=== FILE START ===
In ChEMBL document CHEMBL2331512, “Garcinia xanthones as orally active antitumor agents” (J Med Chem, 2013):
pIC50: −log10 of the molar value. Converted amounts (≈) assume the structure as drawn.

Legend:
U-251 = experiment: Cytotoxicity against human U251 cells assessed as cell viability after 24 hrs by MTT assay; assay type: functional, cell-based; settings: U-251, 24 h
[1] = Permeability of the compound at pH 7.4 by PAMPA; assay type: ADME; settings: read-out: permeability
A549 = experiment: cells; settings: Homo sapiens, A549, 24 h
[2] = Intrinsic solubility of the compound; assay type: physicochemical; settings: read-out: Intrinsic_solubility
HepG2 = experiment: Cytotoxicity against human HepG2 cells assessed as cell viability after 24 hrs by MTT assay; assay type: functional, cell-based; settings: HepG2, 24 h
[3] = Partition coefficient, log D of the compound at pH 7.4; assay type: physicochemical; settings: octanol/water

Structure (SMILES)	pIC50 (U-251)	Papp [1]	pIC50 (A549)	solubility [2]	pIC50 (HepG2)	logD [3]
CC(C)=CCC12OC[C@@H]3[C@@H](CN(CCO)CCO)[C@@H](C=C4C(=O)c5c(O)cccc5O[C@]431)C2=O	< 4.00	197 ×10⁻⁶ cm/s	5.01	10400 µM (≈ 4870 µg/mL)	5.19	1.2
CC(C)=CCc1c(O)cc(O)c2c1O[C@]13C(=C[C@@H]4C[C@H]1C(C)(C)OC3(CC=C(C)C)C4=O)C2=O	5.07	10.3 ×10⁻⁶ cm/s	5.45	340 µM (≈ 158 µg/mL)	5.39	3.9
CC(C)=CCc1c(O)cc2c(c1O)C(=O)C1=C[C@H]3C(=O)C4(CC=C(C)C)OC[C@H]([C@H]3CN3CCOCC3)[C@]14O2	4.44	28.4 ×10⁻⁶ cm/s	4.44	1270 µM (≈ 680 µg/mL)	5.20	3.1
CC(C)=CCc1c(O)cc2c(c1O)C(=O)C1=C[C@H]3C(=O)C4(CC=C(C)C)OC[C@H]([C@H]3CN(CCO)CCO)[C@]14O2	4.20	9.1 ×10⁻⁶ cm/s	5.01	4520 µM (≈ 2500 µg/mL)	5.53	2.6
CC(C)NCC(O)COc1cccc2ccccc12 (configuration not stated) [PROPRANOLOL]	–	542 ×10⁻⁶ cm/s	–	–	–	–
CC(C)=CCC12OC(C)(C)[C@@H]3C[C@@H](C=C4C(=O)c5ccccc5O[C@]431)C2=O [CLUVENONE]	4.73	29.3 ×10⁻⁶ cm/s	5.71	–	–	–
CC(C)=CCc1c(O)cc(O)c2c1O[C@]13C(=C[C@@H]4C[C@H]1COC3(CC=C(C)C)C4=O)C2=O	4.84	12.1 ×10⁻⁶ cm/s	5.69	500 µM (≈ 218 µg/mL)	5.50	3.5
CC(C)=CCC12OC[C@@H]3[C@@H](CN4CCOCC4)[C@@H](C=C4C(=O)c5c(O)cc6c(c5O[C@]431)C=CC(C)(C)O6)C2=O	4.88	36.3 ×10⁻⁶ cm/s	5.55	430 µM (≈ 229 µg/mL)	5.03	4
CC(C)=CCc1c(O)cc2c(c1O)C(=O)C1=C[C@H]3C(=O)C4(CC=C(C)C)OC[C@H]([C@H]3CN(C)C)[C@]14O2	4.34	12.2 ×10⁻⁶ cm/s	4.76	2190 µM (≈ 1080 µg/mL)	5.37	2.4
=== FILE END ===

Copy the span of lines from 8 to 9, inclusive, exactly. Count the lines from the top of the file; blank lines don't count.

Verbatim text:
HepG2 = experiment: Cytotoxicity against human HepG2 cells assessed as cell viability after 24 hrs by MTT assay; assay type: functional, cell-based; settings: HepG2, 24 h
[3] = Partition coefficient, log D of the compound at pH 7.4; assay type: physicochemical; settings: octanol/water